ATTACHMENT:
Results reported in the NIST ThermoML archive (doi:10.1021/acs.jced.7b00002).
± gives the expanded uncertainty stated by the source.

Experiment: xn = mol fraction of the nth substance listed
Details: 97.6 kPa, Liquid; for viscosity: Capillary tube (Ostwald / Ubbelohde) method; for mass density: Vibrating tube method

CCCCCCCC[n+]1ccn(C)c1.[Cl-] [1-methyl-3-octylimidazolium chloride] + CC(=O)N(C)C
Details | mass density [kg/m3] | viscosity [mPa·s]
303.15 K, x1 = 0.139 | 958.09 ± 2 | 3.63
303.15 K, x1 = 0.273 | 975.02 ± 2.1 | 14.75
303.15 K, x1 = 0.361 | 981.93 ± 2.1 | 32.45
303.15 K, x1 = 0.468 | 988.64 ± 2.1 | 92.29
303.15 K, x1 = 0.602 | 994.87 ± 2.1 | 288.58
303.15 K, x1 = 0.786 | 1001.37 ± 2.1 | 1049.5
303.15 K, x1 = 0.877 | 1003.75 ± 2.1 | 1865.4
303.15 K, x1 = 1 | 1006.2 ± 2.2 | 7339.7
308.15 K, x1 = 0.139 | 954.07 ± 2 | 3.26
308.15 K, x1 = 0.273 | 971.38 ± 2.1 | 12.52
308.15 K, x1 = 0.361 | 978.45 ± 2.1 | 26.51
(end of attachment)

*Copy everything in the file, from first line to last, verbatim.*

Results reported in the NIST ThermoML archive (doi:10.1021/acs.jced.7b00002).
± gives the expanded uncertainty stated by the source.

Experiment: xn = mol fraction of the nth substance listed
Details: 97.6 kPa, Liquid; for viscosity: Capillary tube (Ostwald / Ubbelohde) method; for mass density: Vibrating tube method

CCCCCCCC[n+]1ccn(C)c1.[Cl-] [1-methyl-3-octylimidazolium chloride] + CC(=O)N(C)C
Details | mass density [kg/m3] | viscosity [mPa·s]
303.15 K, x1 = 0.139 | 958.09 ± 2 | 3.63
303.15 K, x1 = 0.273 | 975.02 ± 2.1 | 14.75
303.15 K, x1 = 0.361 | 981.93 ± 2.1 | 32.45
303.15 K, x1 = 0.468 | 988.64 ± 2.1 | 92.29
303.15 K, x1 = 0.602 | 994.87 ± 2.1 | 288.58
303.15 K, x1 = 0.786 | 1001.37 ± 2.1 | 1049.5
303.15 K, x1 = 0.877 | 1003.75 ± 2.1 | 1865.4
303.15 K, x1 = 1 | 1006.2 ± 2.2 | 7339.7
308.15 K, x1 = 0.139 | 954.07 ± 2 | 3.26
308.15 K, x1 = 0.273 | 971.38 ± 2.1 | 12.52
308.15 K, x1 = 0.361 | 978.45 ± 2.1 | 26.51